It is absolutely impossible to disregard Maxim Chigaev’s brilliant victory over Ilia Iljiushenok. The game is of considerable theoretical interest, and the final offensive is reminiscent of Mikhail Tal’s masterpieces!
Chigaev – Iljiushenok
1.e4 c5 2.Nf3 d6 3.d4 cxd4 4.Nxd4 Nf6 5.Nc3 a6 6.Bg5 Nbd7 7.Bc4 Qb6 8.Bb3 e6 9.Qd2 Be7 10.0–0–0 Nc5 11.f3 Qc7 12.g4 b5
The current position is one of the current position is one of trendy lines of the Najdorftrendy lines of the Najdorf Defense, and instead of immediately advancing the kingside pawns the last year's Higher League winner opted for “safety first” measures in this position.
13.a3!? Rb8 14.Ba2
A clever idea: in some lines White is ready to push b4 himself, dislodging the knight from c5 and preventing the queenside play. Therefore, Iljiushenok strikes first.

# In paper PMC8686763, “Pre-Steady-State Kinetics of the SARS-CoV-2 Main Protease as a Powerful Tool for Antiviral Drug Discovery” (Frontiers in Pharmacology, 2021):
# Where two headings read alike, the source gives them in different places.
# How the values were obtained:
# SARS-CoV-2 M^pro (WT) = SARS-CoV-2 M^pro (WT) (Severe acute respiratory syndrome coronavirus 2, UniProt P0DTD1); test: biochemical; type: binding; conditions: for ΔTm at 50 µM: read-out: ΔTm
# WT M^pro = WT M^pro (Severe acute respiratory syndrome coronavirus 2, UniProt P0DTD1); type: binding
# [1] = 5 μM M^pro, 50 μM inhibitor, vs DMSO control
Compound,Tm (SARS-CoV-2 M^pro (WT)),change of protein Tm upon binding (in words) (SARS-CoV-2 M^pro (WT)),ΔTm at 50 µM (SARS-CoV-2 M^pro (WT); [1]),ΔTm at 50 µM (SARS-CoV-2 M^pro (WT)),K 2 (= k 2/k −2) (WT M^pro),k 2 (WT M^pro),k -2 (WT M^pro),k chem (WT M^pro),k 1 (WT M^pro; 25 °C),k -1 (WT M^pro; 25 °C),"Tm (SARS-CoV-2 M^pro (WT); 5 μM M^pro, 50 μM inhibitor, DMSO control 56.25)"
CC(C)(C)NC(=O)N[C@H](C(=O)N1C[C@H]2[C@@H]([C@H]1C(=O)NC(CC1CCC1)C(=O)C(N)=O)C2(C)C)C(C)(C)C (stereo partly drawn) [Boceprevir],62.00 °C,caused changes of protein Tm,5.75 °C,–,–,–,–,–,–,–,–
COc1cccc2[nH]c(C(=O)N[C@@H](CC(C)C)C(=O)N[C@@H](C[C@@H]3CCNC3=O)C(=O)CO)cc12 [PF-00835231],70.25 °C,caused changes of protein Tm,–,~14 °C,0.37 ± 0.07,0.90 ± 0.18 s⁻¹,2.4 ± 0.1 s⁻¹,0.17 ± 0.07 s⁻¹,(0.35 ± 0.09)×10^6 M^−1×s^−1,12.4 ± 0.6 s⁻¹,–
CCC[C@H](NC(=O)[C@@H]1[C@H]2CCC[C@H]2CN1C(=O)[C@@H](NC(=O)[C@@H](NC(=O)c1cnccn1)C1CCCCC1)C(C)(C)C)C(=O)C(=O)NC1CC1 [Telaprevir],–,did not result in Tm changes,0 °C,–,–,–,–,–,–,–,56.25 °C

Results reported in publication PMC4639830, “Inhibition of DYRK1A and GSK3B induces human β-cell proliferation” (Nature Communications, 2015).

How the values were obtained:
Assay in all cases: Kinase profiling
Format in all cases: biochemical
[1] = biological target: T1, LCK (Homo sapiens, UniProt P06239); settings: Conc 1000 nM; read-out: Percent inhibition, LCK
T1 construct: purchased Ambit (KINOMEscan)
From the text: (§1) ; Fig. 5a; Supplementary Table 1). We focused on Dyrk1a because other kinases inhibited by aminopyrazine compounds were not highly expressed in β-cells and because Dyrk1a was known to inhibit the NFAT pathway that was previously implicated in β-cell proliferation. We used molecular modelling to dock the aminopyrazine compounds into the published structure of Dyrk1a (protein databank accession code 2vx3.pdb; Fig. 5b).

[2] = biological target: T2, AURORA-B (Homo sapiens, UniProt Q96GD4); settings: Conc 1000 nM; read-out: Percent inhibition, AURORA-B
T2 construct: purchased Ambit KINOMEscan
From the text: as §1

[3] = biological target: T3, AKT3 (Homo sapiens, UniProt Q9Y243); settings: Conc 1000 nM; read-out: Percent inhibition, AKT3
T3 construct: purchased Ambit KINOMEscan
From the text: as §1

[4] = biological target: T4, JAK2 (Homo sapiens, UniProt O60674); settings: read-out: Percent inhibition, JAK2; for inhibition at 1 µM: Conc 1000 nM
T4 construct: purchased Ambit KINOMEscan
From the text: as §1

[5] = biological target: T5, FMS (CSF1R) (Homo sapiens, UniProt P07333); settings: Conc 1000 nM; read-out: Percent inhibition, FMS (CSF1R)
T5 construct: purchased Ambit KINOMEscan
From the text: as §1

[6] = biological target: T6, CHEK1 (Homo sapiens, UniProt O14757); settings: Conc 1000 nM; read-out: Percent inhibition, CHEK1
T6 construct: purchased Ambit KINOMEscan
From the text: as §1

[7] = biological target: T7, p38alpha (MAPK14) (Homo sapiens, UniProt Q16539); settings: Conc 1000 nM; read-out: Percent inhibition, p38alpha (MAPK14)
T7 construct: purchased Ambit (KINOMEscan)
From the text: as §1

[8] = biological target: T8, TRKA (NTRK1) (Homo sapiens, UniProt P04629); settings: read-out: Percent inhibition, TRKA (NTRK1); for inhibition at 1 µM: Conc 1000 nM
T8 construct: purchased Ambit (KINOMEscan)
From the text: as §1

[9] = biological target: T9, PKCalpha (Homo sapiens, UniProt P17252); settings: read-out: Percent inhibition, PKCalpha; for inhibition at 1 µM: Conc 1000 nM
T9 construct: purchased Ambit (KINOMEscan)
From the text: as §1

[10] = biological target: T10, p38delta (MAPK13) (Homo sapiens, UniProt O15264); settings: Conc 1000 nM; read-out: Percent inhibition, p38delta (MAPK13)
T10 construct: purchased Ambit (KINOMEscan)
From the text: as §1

In the case of 14...0–0 15.h4 Bd7 White can expose his king with 16.b4, the only known game Santos Latasa - Korobov, played in 2020, was a draw after the lengthy and complex battle.
15.axb4 Rxb4 16.h4 Rb8
The only move because after 16...0–0 17.Nd5 exd5 (17...Nxd5 18.exd5 Ra4 19.Kb1 helps neither because White has a ferocious attack) 18.Qxb4 there is not enough compensation for the missing exchange.
This is an excellent idea to block the b–file prior to launching the offensive.
This is an obvious inaccuracy. However, it is a real challenge to spot the computer move 17...Ncd7. Meanwhile, White has no problems here as well.
This is as straightforward as it can be. It is worth testing 18.Bf4 to provoke weakening of the d5-square after ...е5.
Now Black’s position is seriously exposed. Alas, the inspiring 18...Bxf6 would have failed to resolve all problems because after 19.Qxd6 Be7 20.Qe5 0–0 21.Nxc5 Qxb2+ 22.Kd2 Bf6 23.Nd3 Bxe5 24.Nxb2 Rxb2 25.Bb3 Bf4+ 26.Ke1 the b2-rook is trapped and there is no defending against 27.Nа4.